All I know is that I need to get my mother correctly medicated, see an Elder Law Attorney and hire in home help or my mother is going to have to go into a Memory Facility because I can NO LONGER DO THIS ON MY OWN. I know many times we make statements like that but continue to carry on, I CANNOT DO IT ANY LONGER AND I NEED HELP IMMEDIATELY, OR I HAVE TO LEAVE OR SHE HAS TO BE PLACED IN A FACILITY.

I told Mom tonight after one of her blow ups, that I was sorry but I would no longer be able to care for her and I was really sad about that. I told her that there was no one other than me who was available to care for her but our situation was not working out therefore I was going to have to place her in the care of professional doctors and nurses who could care for her better than I can.

She called me every name in the book basically and told me that she thought I had more gumption than to turn my back on her like this, I was a pathetic excuse for a daughter. Then she went on to yell at me telling me that all I wanted was her house and her money. She was actually quite eloquent in telling me off for a person with moderate+ dementia.

Telling her after an argument probably was not the best time, but things had cooled down and I told her that I was not telling her this to be mean or ugly but I just could no longer be her caregiver. I have agonized over this for so very long and it was actually better than what I thought and I feel like a burden has been lifted from my shoulders. So if I have to get outside help for now, I will and I guess I will need to begin my search for a memory facility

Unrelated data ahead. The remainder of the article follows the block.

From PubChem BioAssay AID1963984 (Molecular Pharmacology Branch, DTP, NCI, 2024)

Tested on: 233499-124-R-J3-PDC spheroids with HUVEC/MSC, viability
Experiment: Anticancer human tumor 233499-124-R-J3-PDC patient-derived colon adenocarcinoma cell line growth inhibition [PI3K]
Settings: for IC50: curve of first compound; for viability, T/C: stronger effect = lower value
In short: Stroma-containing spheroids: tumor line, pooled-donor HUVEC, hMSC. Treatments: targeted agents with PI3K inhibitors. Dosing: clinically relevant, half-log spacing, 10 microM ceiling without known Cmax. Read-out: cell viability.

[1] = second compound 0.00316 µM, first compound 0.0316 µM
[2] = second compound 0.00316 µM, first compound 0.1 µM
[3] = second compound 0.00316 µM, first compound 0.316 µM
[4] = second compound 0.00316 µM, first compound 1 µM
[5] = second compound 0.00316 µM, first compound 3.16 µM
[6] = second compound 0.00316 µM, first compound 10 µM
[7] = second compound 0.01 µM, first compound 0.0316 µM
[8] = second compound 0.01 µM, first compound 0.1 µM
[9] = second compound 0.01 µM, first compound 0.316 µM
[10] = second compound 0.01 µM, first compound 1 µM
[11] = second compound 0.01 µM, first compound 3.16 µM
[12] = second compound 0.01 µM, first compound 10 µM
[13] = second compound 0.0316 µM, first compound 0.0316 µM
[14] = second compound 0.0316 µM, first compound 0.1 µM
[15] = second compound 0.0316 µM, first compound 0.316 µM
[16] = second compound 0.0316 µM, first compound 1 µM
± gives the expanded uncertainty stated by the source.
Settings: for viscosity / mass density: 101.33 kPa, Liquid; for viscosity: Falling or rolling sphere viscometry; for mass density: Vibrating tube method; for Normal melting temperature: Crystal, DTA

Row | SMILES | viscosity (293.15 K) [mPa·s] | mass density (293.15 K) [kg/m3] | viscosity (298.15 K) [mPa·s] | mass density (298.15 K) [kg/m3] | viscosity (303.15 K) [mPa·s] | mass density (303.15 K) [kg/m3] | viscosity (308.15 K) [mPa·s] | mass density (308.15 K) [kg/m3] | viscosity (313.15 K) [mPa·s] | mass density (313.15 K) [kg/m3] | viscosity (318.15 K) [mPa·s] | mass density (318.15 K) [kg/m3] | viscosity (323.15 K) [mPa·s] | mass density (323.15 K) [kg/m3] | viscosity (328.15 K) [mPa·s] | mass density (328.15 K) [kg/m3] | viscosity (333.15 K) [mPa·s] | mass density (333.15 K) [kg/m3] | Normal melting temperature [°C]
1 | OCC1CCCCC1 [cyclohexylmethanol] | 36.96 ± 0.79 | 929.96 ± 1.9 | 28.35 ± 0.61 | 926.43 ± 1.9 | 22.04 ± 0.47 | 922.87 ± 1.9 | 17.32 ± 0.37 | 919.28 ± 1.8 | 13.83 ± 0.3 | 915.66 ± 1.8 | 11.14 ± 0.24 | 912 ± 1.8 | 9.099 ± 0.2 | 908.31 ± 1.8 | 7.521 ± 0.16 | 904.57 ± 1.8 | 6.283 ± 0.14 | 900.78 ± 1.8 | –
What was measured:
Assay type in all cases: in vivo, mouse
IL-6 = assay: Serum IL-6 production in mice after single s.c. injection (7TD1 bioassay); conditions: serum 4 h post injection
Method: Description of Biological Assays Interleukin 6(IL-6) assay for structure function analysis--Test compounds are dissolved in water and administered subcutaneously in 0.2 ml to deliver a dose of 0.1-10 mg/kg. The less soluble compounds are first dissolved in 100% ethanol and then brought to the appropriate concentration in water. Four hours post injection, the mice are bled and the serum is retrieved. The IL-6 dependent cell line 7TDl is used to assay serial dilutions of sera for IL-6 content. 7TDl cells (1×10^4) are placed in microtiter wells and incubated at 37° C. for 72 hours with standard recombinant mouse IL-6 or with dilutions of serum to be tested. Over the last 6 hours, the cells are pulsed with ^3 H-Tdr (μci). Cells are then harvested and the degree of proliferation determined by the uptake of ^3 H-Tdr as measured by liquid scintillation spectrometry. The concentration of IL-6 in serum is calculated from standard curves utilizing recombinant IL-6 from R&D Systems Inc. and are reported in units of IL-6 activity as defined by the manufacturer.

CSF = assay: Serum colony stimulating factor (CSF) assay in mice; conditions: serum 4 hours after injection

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Wow, HC, you have a lot on your plate. I do not know anything about California laws. But in my state a care agreement is required to be in place prior to any payment being made. Contact an elder law attorney that specialized in Medicaid planning to get this straightened out ASAP. Any checks written to family members will be considered gifts and subject to penalty without an agreement, at least in my state.